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Originally published December 19, 2014 at 3:01 PM | Page modified December 21, 2014 at 8:50 AM

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Russia’s ties to Northwest put trade gains at risk

Russia was one of Washington’s fastest-growing export markets. As a World Trade Organization member, it would, for example, cut tariffs on commercial airplanes in half and strengthen intellectual-property protections.


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Russia is closer to the Pacific Northwest than you might think and not merely in history, when the czars dreamed of adding the Oregon Country to their Alaska possession.

Consider Wellons, a 50-year-old company in Vancouver, Wash., that makes lumber dry kilns and other biomass-fired energy systems. It maintains an office in Moscow. So Russia’s economic troubles are more than academic for it and some other businesses in the region.

Among them: Microsoft, Starbucks, Paccar, F5 Networks, Genie (Terex), Intel and Trident Seafoods.

Boeing represents the largest source of Washington state merchandise exports to Russia. Titanium from Russia is critical to the company, which buys 35 percent of the metal from the Russian producer VSMPO. Boeing also operates a technical-research center and a design center in Moscow, among other activities.

“The impacts on Washington state companies working in Russia are serious,” Derek Norberg, president of the Seattle-based Council for U.S.-Russia Relations, told me last week. “Russia was always a tricky place to do business, and under the current economic conditions, it has gotten more complex.”

Current economic conditions are the collapse of the ruble and jacking up of interest rates in an attempt to stabilize the currency. The price of oil, Russia’s most important export, has fallen nearly 50 percent since June. Inflation is driving consumers to buy up products in anticipation of higher prices. Recession, if not depression, is looming.

Add to that the pain of sanctions imposed by the West because of Russian President Vladimir Putin’s annexation of Crimea and attempts to destabilize and even break off the eastern part of Ukraine.

Perhaps the biggest loser in the Northwest is the optimism that surrounded Russia’s becoming the 156th member of the World Trade Organization (WTO) in 2012. Back then, the Washington Council on International Trade saw Russia as a growing opportunity for companies in the state.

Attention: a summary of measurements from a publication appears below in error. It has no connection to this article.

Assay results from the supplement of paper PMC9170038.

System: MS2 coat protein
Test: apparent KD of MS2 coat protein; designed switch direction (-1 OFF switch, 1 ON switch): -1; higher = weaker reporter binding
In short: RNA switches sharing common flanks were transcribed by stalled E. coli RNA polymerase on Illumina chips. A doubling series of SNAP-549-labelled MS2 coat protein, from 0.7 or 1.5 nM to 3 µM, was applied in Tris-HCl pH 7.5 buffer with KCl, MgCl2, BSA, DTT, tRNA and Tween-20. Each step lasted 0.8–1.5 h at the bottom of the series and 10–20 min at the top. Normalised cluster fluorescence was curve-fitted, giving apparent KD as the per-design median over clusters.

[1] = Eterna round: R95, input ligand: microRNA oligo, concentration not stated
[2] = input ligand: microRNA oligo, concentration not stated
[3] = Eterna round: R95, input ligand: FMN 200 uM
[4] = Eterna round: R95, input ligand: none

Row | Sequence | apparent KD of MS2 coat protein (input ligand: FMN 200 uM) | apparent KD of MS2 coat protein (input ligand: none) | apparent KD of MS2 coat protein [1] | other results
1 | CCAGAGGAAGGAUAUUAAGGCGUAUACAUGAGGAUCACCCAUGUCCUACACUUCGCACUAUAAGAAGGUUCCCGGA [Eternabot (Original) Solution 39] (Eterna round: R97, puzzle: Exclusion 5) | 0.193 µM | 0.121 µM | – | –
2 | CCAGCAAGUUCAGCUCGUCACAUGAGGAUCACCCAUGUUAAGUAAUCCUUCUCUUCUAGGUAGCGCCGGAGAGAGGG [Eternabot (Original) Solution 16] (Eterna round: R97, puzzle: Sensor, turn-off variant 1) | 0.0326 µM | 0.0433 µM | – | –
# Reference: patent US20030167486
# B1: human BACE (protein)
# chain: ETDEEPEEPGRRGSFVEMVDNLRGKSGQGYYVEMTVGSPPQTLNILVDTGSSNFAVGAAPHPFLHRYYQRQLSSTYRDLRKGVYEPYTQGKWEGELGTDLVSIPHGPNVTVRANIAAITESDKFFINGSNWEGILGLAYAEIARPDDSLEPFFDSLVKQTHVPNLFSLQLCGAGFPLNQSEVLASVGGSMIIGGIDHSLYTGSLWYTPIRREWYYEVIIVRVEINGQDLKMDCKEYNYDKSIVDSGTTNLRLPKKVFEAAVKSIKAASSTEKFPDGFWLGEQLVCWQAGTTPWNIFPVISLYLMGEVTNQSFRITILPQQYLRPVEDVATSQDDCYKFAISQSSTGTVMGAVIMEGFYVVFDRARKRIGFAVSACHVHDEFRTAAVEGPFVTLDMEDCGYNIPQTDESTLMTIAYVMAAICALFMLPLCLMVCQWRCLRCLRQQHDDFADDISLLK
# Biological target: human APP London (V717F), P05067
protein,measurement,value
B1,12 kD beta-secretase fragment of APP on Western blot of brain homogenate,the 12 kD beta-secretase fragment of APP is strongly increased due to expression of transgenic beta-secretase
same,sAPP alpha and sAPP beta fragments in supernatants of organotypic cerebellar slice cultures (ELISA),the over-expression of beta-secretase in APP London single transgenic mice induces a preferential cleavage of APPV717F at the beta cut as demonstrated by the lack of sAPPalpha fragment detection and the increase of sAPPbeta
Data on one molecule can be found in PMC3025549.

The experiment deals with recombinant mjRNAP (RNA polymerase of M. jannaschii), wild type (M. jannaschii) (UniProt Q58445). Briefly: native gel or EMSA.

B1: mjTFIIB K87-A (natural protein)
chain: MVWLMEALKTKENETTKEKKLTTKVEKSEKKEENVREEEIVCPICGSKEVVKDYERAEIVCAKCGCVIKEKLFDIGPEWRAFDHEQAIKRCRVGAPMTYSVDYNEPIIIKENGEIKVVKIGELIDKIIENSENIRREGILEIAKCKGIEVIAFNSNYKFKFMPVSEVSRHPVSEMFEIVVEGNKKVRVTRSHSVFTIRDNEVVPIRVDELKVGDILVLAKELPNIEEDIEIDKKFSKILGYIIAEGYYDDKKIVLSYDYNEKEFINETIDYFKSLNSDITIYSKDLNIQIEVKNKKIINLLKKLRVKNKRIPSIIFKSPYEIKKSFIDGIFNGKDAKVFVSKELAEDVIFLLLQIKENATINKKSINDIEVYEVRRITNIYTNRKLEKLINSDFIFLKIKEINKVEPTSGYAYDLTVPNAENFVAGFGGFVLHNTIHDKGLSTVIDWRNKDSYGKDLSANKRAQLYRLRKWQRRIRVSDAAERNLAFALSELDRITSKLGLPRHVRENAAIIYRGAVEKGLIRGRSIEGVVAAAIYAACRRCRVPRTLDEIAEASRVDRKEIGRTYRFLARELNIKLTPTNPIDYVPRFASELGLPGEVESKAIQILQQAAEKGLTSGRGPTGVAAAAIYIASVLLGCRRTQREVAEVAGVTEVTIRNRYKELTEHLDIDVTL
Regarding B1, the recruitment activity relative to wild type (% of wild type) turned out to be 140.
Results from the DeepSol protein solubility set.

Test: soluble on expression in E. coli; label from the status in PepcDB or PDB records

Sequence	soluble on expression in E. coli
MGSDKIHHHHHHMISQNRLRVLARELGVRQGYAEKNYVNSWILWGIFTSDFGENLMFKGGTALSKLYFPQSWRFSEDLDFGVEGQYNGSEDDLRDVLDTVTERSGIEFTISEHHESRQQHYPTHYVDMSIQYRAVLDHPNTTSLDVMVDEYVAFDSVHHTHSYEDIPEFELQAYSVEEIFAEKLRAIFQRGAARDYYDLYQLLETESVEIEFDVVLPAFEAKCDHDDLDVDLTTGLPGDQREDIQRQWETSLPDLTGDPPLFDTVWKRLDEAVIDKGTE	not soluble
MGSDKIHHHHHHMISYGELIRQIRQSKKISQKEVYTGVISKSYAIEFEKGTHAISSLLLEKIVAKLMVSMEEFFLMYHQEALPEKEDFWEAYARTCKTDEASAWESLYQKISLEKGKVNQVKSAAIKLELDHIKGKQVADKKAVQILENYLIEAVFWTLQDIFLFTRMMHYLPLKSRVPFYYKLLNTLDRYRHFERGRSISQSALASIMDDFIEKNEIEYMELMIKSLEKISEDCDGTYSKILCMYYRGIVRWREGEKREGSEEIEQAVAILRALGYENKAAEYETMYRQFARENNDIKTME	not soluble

Russia was one of Washington’s fastest-growing export markets. As a WTO member, it would, for example, cut tariffs on commercial airplanes in half and strengthen intellectual-property protections. With the world’s 11th largest economy and a growing middle class, the future looked promising.

It may eventually meet those expectations. In the meantime, one of Putin’s countermeasures was to ban imports of certain foodstuffs from the West, including large apples from Washington growers.

There are larger dangers.

University of Oregon professor and blogger Tim Duy noted that Russia is a “classic emerging-market crisis story.” To which Nobel laureate economist and New York Times columnist Paul Krugman added, “Russia isn’t that unusual a story, except for the nukes.”

Large Russian companies hold debt borrowed in dollars. A cascade of defaults raises the danger of contagion across the global financial system. Russia’s troubles have added to a loss of confidence across emerging markets.

Those who invested their 401(k)s in Russia are being pummeled. PIMCO’s bet there caused its Emerging Market Bond Fund to lose 9 percent this month, according to Morningstar.

Andrew Pease, London-based global head of investment strategy for Seattle’s Russell Investments, said the coming year would warrant “caution” for all emerging markets.

Also, the jitters have caused a flight to safety of the dollar. The Russian central bank and many Russian companies have also loaded up on dollars. The resulting stronger dollars will put all American exporters at a disadvantage.

Exports would be further dampened if Russia’s recession spreads to Europe, or if it helps cause deeper problems in the European economy by cutting off supplies of natural gas in retaliation for sanctions.

We likely won’t see a replay of 1998, when a financial crisis caused the Russian government to default on its debt. But it is also difficult to see the way out for Putin, whose corruption and attempt to reconstitute the Russian empire have done so much to damage the nation’s economy.

This is not someone who would seek a lifeline from the International Monetary Fund. But he has proved shrewder than his critics expected more than once.

Norberg, head of the trade association, said, ”Assuming a global meltdown is averted ... the Western companies that stay in Russia will be in position to ride the Russian economy’s recovery. And as we saw in the early 2000s, that ride back up can be quite impressive.”

You may reach Jon Talton at jtalton@seattletimes.com



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About Jon Talton

Jon Talton comments on economic trends and turning points, putting them into context with people, place and the environment in the Pacific Northwest
jtalton@seattletimes.com

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